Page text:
I wonder what percentage of New York car owners do this. I bet it’s much higher than we think.

  • Steve

    Here are some examples of NC registered vehicles that are probably engaged in the fraudulent practice described in the post:

    http://nyc.uncivilservants.org/post/index/859

    This guy with NC plates is parked every morning on West 77th Street between Columbus and Amsterdam in front of the school, reading the paper, opposite the bike lane. He forces all the traffic into the bike lane. He moves every time we ask him, but I am getting a little sick of asking:

  • Spud Spudly

    This is news? To whom?

    Here’s some actual news to all those people illegally insuring cars out-of-state: If you make a claim your insurance company won’t pay.

  • Hannah

    I used to work with a woman whose recent husband, an immigrant from Mexico, could not get a driver’s license in New York state but could get one in North (South?) Carolina due to differences in immigration rules or the documentation they required. So he got a license down south. I’m not sure where they registered their car, but I could see how it would seem logical to register a car in NC in this situation.

    Immigration policy is not something I usually think of as being related to driving, but there is a connection.

  • lee

    couldnt one be prosecuted for insurance fraud?

    I think DMV should coordinate a crackdown on out of state plates.

  • v

    shucks. and here i thought some friendly southern folks might be replacing all these grumpy nyc drivers.

    right on spud spudly. no need for more cops when time will do the job.

  • Steve

    V, no reason to think time will do the job. Those engaged in this scam who do not make claims (the majority) will not stop. Those who make claims (the minority) are probably stupid enought to continue with the scam in order to recoup their losses. And there will always be new entrants to replace those who leave.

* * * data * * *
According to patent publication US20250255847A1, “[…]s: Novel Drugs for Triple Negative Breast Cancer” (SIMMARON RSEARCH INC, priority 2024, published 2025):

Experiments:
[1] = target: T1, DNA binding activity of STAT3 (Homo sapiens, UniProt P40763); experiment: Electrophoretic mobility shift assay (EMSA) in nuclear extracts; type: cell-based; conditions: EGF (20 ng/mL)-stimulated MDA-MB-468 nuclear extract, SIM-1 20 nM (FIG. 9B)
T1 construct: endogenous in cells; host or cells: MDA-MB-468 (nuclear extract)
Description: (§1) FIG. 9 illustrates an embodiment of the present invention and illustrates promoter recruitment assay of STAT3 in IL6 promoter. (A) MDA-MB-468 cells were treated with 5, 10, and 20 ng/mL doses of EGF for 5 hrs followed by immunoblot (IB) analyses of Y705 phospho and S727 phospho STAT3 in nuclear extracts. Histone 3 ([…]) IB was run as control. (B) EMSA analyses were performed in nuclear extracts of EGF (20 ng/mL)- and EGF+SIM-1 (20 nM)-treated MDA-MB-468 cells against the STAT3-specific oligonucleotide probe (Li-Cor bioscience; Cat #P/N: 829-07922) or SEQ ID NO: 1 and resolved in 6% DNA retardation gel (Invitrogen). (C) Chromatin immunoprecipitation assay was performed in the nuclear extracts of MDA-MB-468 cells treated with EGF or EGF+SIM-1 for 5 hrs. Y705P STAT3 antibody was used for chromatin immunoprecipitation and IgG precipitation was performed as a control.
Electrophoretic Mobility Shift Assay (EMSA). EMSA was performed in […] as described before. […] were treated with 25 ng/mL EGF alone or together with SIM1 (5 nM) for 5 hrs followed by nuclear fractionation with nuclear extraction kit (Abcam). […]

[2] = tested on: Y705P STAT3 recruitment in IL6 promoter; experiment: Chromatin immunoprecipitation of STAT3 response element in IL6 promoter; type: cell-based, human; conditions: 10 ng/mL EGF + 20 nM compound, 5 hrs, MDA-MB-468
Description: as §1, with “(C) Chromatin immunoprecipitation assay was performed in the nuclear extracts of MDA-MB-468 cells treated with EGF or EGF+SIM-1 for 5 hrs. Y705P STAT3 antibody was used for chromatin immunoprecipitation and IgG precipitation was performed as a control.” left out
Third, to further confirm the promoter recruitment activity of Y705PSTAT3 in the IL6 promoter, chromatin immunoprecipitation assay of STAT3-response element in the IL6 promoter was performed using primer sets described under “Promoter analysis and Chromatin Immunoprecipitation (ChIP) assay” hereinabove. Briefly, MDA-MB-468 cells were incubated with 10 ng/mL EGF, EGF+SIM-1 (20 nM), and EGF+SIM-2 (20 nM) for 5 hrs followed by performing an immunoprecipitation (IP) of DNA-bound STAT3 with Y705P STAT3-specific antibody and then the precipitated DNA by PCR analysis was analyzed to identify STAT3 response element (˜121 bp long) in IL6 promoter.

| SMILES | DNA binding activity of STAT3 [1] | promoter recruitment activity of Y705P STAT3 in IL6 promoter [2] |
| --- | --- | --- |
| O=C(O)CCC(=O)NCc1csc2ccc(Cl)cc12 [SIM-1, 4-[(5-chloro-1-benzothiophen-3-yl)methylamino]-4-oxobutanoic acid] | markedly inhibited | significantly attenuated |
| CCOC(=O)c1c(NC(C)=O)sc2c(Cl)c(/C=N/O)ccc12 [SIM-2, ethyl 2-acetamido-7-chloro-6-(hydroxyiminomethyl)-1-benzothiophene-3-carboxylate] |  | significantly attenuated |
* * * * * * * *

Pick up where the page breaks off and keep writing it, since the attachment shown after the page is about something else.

• Niccolo Machiavelli

    Better, how about the dollar vans running Flatbush Avenue with Maryland, Virginia and North Carolina plates, picking up fares and adding to the general traffic chaos? In this sense automobile Federalism has a similar effect as the gun laws, lax regulation in Mayberry has a diseconomy for Gotham.

  • I noticed in the article on congestion pricing in Sweden that foreigh (non-Swedish) vehicles were exempt and wondered if this was because it was unenforceable. I wonder how fees will be collected from out-of-state vehicles, not to mention diplomats… I think it would be safe to assume there will be the same non-compliance rate as with parking tickets.

  • v

    yup, steve, point taken. i agree that if you get pulled over or your in an accident, the plates should get checked. maybe i get a little jumpy when i think about an out-of-state plate being used to pull [some, not other] people over? unless being from out of state is a crime, in which case i have a solution to the housing crunch.

    better than parking permits and enforcement and other bureaucracy, how about getting rid of most on-street parking and meter the rest? the cost of putting it in a garage is considerable and always market-rate, and we might actually free up space for people. if it’s annoying enough, people will have to give up their cars anyway.

  • Will

    I agree with v. We need to charge for on-street parking. The time for residential parking permits has come!!!